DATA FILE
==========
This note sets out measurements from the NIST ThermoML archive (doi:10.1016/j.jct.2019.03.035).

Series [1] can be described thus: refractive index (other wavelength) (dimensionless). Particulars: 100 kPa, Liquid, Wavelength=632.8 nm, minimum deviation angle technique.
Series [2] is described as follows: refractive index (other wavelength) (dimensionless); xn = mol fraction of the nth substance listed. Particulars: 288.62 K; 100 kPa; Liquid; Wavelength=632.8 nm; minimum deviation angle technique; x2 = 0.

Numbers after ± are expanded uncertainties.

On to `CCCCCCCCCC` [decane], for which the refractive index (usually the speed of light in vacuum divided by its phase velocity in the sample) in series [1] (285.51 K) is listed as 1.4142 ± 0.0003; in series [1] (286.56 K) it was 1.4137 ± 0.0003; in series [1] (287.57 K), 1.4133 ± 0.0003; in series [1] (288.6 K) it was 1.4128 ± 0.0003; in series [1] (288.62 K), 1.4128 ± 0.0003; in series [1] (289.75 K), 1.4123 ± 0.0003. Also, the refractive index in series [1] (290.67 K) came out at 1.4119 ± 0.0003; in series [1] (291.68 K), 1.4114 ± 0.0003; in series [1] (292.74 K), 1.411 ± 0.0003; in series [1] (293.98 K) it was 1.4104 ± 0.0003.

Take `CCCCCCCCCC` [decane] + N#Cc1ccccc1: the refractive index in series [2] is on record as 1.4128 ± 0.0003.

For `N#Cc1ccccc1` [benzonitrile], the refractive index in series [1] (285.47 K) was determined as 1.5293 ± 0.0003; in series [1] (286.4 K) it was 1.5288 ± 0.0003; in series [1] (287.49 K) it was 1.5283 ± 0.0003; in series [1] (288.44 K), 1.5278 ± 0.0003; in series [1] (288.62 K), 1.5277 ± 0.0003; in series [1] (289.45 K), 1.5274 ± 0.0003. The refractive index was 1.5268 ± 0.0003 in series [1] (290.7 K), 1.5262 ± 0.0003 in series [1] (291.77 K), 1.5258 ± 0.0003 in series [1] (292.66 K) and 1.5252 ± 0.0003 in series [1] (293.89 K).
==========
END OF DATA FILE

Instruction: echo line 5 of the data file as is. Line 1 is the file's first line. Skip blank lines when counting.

On to `CCCCCCCCCC` [decane], for which the refractive index (usually the speed of light in vacuum divided by its phase velocity in the sample) in series [1] (285.51 K) is listed as 1.4142 ± 0.0003; in series [1] (286.56 K) it was 1.4137 ± 0.0003; in series [1] (287.57 K), 1.4133 ± 0.0003; in series [1] (288.6 K) it was 1.4128 ± 0.0003; in series [1] (288.62 K), 1.4128 ± 0.0003; in series [1] (289.75 K), 1.4123 ± 0.0003. Also, the refractive index in series [1] (290.67 K) came out at 1.4119 ± 0.0003; in series [1] (291.68 K), 1.4114 ± 0.0003; in series [1] (292.74 K), 1.411 ± 0.0003; in series [1] (293.98 K) it was 1.4104 ± 0.0003.